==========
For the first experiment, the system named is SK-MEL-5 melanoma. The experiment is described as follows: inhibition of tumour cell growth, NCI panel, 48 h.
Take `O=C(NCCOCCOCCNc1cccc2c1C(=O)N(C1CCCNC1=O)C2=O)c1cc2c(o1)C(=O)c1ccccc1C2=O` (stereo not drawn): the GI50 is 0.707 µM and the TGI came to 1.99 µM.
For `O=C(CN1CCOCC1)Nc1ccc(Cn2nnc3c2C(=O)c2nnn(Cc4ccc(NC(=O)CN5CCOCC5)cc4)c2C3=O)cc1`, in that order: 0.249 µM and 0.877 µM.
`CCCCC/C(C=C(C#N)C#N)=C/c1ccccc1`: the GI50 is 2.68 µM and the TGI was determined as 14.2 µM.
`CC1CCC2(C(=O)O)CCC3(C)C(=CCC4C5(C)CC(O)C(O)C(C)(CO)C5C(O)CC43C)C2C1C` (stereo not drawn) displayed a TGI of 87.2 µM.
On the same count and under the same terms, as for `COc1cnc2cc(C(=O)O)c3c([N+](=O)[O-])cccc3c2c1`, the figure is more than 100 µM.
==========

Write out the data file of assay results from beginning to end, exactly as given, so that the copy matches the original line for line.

For the first experiment, the system named is SK-MEL-5 melanoma. The experiment is described as follows: inhibition of tumour cell growth, NCI panel, 48 h.
Take `O=C(NCCOCCOCCNc1cccc2c1C(=O)N(C1CCCNC1=O)C2=O)c1cc2c(o1)C(=O)c1ccccc1C2=O` (stereo not drawn): the GI50 is 0.707 µM and the TGI came to 1.99 µM.
For `O=C(CN1CCOCC1)Nc1ccc(Cn2nnc3c2C(=O)c2nnn(Cc4ccc(NC(=O)CN5CCOCC5)cc4)c2C3=O)cc1`, in that order: 0.249 µM and 0.877 µM.
`CCCCC/C(C=C(C#N)C#N)=C/c1ccccc1`: the GI50 is 2.68 µM and the TGI was determined as 14.2 µM.
`CC1CCC2(C(=O)O)CCC3(C)C(=CCC4C5(C)CC(O)C(O)C(C)(CO)C5C(O)CC43C)C2C1C` (stereo not drawn) displayed a TGI of 87.2 µM.
On the same count and under the same terms, as for `COc1cnc2cc(C(=O)O)c3c([N+](=O)[O-])cccc3c2c1`, the figure is more than 100 µM.